Yesterday's Special Duty eventually became today's Standard Duty, and yesterday's General Purpose has become today's Special Purpose ("time" freight and other time-sensitive lading). True GPs were discontinued after the completion of the last GP60 in 1994. Recently intermodal and other fast freights may be hauled by 6 axles locomotives with 4 powered axles, such as the SD70Ace-P4.

Many earlier model GPs, most particularly GP40s, GP39s and GP38s, also their SD equivalents, SD40s, SD39s and SD38s have been rebuilt to Dash 2 standards for another 30 to 40 years of service.

From Wikipedia

Road Name History:
The Chicago, Burlington and Quincy Railroad (reporting mark CBQ) was a railroad that operated in the Midwestern United States. Commonly referred to as the Burlington or as the Q, the Burlington Route served a large area, including extensive trackage in the states of Colorado, Illinois, Iowa, Kentucky, Missouri, Montana, Nebraska, Wisconsin, Wyoming, and also in New Mexico and Texas through subsidiaries Colorado and Southern Railway, Fort Worth and Denver Railway, and Burlington-Rock Island Railroad.[citation needed] Its primary connections included Chicago, Minneapolis-St. Paul, St. Louis, Kansas City and Denver. Because of this extensive trackage in the midwest and mountain states, the railroad used the advertising slogans "Everywhere West", "Way of the Zephyrs", and "The Way West". It merged into Burlington Northern in 1970.

In 1967, it reported 19,565 million net ton-miles of revenue freight and 723 million passenger miles; corresponding totals for C&S were 1,100 and 10 and for FW&D were 1,466 and 13. At the end of the year CB&Q operated 8,538 route-miles, C&S operated 708 and FW&D operated 1362. (These totals may or may not include the former Burlington-Rock Island Railroad.)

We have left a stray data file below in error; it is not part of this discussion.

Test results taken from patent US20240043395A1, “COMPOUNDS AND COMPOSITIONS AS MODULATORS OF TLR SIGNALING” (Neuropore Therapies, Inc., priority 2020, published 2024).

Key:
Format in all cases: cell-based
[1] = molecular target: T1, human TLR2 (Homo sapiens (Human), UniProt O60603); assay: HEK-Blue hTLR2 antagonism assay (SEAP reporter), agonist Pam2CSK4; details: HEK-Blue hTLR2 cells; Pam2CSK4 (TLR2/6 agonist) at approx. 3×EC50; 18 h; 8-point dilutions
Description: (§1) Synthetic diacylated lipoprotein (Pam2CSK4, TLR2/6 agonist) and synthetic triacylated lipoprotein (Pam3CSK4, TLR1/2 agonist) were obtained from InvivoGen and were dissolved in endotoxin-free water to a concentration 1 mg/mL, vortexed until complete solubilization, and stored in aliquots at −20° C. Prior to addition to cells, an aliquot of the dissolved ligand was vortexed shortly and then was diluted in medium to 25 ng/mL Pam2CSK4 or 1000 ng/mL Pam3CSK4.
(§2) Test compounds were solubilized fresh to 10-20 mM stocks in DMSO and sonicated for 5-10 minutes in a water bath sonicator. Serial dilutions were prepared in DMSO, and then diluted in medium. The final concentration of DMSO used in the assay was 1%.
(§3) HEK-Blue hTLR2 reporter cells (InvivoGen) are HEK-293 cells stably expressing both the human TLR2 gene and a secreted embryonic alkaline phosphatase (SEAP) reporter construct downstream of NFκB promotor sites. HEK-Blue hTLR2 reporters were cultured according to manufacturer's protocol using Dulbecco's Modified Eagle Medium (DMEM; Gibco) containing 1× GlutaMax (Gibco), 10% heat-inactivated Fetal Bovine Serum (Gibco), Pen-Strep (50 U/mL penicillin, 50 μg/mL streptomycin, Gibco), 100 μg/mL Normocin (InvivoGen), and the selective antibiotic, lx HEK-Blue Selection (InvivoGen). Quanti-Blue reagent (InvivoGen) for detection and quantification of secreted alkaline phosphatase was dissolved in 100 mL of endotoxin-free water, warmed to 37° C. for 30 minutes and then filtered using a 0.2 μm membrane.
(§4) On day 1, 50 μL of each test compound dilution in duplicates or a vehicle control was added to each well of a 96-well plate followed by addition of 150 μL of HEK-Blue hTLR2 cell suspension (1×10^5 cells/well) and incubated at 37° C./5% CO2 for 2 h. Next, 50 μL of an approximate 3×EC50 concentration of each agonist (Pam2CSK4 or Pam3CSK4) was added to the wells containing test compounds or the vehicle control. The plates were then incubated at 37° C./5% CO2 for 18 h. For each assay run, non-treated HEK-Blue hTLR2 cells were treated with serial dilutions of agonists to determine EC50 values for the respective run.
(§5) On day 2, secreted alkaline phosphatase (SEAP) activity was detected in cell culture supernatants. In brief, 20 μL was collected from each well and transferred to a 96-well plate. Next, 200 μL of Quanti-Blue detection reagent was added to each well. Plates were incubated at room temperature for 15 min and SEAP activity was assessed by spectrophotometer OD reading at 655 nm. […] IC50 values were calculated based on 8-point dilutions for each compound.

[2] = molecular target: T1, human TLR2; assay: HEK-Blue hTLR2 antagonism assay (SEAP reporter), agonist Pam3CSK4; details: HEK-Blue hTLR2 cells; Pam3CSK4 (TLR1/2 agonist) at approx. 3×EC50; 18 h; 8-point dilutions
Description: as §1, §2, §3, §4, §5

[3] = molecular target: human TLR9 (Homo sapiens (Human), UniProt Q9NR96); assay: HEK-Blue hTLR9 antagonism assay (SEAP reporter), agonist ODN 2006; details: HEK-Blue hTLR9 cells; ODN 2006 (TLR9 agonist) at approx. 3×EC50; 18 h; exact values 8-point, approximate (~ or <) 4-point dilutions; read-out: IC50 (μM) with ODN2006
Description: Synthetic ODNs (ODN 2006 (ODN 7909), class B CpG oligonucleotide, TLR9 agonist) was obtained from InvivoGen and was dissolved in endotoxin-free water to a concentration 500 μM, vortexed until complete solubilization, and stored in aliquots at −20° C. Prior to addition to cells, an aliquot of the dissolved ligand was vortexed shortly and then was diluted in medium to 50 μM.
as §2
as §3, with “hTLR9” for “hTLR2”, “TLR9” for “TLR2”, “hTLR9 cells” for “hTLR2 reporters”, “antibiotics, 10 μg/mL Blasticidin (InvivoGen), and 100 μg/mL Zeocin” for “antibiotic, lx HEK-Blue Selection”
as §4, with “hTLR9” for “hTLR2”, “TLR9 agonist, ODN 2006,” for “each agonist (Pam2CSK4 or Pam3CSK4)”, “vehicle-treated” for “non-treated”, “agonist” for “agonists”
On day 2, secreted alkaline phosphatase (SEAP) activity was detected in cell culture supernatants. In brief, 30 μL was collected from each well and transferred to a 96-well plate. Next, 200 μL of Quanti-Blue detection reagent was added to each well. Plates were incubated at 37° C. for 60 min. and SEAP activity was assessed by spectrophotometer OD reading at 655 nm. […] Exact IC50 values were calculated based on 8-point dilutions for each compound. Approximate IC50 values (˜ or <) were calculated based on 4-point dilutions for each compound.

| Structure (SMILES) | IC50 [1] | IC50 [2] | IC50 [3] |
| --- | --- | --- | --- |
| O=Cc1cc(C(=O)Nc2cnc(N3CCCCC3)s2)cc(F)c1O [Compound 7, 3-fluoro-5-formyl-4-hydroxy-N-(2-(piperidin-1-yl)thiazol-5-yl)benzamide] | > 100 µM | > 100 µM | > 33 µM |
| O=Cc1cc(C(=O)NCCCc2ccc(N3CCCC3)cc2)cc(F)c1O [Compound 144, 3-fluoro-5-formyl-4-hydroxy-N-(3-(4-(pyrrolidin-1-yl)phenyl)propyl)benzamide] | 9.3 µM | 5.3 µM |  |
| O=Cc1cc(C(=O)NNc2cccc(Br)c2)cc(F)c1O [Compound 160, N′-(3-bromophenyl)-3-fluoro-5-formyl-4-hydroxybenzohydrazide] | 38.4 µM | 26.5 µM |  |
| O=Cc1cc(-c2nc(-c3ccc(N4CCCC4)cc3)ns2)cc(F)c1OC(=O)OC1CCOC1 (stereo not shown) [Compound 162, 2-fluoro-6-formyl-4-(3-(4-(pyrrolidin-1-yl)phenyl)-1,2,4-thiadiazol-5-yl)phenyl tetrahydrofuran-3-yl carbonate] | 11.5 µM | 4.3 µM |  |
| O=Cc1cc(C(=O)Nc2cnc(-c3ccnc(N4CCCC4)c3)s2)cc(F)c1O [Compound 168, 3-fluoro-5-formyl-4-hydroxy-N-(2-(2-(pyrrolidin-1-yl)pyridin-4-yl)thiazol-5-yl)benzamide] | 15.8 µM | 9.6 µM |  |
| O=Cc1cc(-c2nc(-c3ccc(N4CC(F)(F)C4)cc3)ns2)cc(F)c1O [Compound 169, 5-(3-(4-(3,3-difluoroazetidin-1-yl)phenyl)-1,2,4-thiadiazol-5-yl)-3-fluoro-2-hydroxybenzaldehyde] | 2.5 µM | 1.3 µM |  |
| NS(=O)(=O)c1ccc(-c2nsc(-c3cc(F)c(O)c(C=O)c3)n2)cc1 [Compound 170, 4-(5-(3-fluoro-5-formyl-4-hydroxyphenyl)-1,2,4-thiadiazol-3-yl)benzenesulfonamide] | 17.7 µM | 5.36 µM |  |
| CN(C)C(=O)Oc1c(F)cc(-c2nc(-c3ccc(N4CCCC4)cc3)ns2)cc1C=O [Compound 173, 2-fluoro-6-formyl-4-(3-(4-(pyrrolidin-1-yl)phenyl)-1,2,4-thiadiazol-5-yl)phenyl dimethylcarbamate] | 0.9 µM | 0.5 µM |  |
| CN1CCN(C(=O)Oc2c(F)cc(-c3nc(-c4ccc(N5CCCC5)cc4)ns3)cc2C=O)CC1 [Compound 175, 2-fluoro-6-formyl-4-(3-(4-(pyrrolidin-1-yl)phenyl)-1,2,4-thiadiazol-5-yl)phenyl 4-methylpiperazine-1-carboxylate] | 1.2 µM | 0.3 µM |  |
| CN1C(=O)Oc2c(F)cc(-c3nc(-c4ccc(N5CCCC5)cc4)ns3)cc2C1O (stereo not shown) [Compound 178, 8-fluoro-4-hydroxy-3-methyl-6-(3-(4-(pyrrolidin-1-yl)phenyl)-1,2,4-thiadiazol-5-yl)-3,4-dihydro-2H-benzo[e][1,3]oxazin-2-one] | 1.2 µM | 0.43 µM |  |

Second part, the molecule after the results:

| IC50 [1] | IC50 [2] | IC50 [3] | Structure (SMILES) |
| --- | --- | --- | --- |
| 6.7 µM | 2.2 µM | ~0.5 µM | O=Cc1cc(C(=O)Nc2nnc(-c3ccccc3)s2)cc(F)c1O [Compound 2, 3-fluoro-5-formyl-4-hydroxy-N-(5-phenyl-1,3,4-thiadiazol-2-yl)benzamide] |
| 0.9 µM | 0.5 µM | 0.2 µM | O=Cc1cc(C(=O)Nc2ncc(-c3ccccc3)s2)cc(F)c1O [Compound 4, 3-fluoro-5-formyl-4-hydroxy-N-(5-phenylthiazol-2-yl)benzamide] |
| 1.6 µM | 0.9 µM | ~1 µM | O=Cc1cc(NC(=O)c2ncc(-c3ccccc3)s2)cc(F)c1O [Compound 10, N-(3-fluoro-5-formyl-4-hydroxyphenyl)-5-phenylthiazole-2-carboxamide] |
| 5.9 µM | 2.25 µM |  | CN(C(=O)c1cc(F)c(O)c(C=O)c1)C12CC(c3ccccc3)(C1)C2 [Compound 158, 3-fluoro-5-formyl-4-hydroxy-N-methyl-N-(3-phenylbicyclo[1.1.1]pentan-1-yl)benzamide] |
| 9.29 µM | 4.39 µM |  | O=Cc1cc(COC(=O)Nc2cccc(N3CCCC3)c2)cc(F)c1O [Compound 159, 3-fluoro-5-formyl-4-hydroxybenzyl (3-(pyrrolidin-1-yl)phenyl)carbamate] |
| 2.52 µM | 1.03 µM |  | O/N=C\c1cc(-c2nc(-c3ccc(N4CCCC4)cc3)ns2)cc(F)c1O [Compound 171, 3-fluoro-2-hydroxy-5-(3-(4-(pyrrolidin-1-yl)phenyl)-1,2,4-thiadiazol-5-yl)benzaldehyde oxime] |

Information sourced from Wikipedia

Brand/Importer Information:
In 1924 Stephan Schaffan, Sr. founded the Atlas Tool Company in Newark, New Jersey. In 1933 his son, Stephan Schaffan, Jr., came to work for his father at the age of sixteen. Steve Jr. built model airplanes as a hobby and frequented a local hobby shop. Being an enterprising young man, he would often ask the owner if there was anything he could do to earn some extra spending money. Tired of listening to his requests, the hobby-store owner threw some model railroad track parts his way and said, "Here, see if you can improve on this".

In those days, railroad modelers had to assemble and build everything from scratch. Steve Jr. created a "switch kit" which sold so well, that the entire family worked on them in the basement at night, while doing business as usual in the machine shop during the day.

Subsequently, Steve Jr. engineered the stapling of rail to fiber track, along with inventing the first practical rail joiner and pre-assembled turnouts and flexible track. All of these products, and more, helped to popularize model railroading and assisted in the creation of a mass-market hobby. The budding entrepreneur quickly outgrew the limitations of a basement and small garage operation. Realizing they could actually make a living selling track and related products, Steve and his father had the first factory built in Hillside, New Jersey at 413 Florence Avenue in 1947. On September 30, 1949, the Atlas Tool Company was officially incorporated as a New Jersey company.

In 1985, Steve was honored posthumously for his inventions by the Model Railroad Industry Association and was inducted into the Model Railroad Industry Hall of Fame in Baltimore, Maryland. In addition, Steve was nominated and entered into the National Model Railroad Association Pioneers of Model Railroading in 1995.

In the early 1990s, the Atlas Tool Company changed its name to Atlas Model Railroad Company, Inc.

Item created by: Steve German on 2016-04-17 18:01:46. Last edited by CNW400 on 2020-06-24 15:28:05